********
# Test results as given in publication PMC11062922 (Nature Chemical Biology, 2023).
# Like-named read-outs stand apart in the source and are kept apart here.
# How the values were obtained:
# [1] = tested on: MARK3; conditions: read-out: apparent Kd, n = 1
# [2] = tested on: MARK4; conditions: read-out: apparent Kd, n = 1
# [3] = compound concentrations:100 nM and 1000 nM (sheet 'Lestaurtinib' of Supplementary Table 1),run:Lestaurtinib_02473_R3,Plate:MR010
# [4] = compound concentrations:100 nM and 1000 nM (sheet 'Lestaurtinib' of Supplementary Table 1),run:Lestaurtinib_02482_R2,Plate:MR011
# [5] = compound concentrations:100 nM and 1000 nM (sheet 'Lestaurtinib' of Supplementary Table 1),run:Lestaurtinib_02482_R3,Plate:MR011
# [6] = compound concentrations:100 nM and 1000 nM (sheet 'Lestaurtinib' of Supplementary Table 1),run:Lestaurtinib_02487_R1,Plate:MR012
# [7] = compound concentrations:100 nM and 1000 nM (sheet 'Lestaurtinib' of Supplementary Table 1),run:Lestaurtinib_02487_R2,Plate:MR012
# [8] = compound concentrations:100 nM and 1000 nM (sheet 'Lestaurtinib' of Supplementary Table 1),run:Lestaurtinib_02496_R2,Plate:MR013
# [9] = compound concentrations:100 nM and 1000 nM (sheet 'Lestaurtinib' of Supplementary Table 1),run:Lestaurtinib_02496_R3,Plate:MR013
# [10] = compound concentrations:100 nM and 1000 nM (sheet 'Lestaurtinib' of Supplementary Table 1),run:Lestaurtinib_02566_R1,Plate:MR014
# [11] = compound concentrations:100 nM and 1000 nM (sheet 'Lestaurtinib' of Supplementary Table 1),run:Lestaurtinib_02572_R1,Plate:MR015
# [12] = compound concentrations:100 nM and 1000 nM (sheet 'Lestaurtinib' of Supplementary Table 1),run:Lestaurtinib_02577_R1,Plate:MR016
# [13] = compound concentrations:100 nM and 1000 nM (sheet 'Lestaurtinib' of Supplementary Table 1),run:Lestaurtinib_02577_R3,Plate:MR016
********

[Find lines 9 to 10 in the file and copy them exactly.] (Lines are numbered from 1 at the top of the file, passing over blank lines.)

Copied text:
# [6] = compound concentrations:100 nM and 1000 nM (sheet 'Lestaurtinib' of Supplementary Table 1),run:Lestaurtinib_02487_R1,Plate:MR012
# [7] = compound concentrations:100 nM and 1000 nM (sheet 'Lestaurtinib' of Supplementary Table 1),run:Lestaurtinib_02487_R2,Plate:MR012